It was recently reported that independently generated Mekk3 T-cKO mice had decreased NF-κB signaling in CD4SP thymocytes (24). We observed a similar defect in thymocytes after stimulation (data not shown). However, the TCR-induced IKKβ activation and IκBα degradation was not defective in MEKK3-deficient peripheral naive or effector T cells. In the periphery, it is possible that IKKβ activation may be mediated by multiple MAP3Ks.
Finally, we show that MEKK3 activation in T cells requires Rac1/2. These data are consistent with previous findings in non-T cells showing that in response to osmotic stress, MEKK3 was activated by Rac1/2 in association with adapter protein OSM1/CCM2 in the CCM complex (30, 41). Rac1/2 are potent activators of MAPKs including the JNK and p38 MAPKs (42–44). It is thus likely that the Rac1/2 activating signals to MAPKs are mediated by MEKK3. The function of Rac1/2 in IFN-γ production in T cells, especially during Th1 differentiation, has been well documented (28, 45). Consistently, we found that the IFN-γ production in T cells was blocked in the presence of Rac1/2-specific inhibitors.
Given the fact that p38 MAPK is critical for IFN-γ production in T cells, our study thus suggests that one of the MEKK3 functions in T cell immunity may be to link the TCR-induced Rac1/2 signal to p38 MAPK to control IFN-γ production. Notably, MEKK3 appears to be required only for the TCR-mediated but not IL-12/IL-18–mediated IFN-γ production, whereas Rac1/2 appears to regulate both the TCR and IL-12/IL-18–induced IFN-γ production. It is possible that in response to IL-12/IL-18 stimulation, Rac1/2 may form a different signaling complex with other MAP3Ks (e.g., MEKK4) (36) to stimulate the downstream pathway.
Although it remains to be determined if OSM1/CCM2 is also involved in MEKK3 activation in T cells, the key proteins in the CCM complex, namely, CCM1, CCM2, and CCM3, are all expressed in T cells (data not shown). Future studies to determine their roles in the regulation of MEKK3 will be necessary to understand fully the physiological roles of MEKK3 in T cell immunity.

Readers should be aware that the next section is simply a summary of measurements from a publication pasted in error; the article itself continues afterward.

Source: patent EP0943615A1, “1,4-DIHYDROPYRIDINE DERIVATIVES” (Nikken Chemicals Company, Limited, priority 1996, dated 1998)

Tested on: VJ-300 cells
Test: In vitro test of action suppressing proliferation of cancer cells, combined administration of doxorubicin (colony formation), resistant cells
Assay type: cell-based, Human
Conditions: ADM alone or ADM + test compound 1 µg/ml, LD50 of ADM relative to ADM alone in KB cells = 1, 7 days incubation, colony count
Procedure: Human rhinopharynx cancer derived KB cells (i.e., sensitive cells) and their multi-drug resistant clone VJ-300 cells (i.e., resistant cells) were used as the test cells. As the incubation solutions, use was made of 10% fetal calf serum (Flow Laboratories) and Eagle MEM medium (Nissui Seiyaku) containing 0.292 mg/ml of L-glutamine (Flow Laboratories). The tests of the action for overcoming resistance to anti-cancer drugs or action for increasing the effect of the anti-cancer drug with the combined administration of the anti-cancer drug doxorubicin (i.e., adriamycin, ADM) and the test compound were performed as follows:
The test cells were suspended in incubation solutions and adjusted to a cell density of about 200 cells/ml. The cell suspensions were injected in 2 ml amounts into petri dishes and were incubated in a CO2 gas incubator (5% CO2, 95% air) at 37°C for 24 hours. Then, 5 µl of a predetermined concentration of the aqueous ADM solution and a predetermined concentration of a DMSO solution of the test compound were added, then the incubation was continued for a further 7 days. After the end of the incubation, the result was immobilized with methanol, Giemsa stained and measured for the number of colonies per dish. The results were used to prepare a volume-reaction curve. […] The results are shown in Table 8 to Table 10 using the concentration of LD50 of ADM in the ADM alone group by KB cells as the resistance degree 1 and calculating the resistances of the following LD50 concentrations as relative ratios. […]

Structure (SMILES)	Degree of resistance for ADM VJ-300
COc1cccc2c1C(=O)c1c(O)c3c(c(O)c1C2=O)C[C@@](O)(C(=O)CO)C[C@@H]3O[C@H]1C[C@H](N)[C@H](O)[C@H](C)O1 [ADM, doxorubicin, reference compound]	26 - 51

Figure S1. Normal CD8 response after LM-OVA infection: NCL (f/+) and Mekk3 T-cKO (f/−) mice were infected with 5×104 CFU of LM-OVA. Blood were collected at day 7 after infection. Percentages of OT1p (OVA257-264) tetramer positive CD8 cells in the CD8+CD3+ population were determined by flow cytometry. Data are representative of two individual experiments. Blood from non-infected wild type mice (non-infection) was used as negative controls. Data shown are representative of three independent experiments.
Figure S2. IFNγ production of MEKK3 deficient CD8 T cell: Naïve CD8 T cells sorted from NCL (f/+) and Mekk3 T-CKO (f/−) mice were stimulated with plate-bound anti-CD3 alone, or with 1 μg/ml of soluble anti-CD28. Cell proliferation was measured by [3H] thymidine incorporation. Production of IL-2 and IFNγ were measured by ELISA. Data shown are representative of three independent experiments.
Figure S3. MEKK3 is required for TCR induced IFNγ production by CD4 T cells: Naive CD4 T cells were stimulated with plate-bound anti-CD3 plus anti-CD28 antibodies in the presence of IL-2 (Th0 condition) for 5 days. The in vitro cultured cells were washed and re-stimulated with plate-coated anti-CD3 (1 μg/ml) for 6 h, the percentages of IFNγ producing CD4 T cells was measured by intracellular cytokine staining. Data shown are representative of three independent experiments.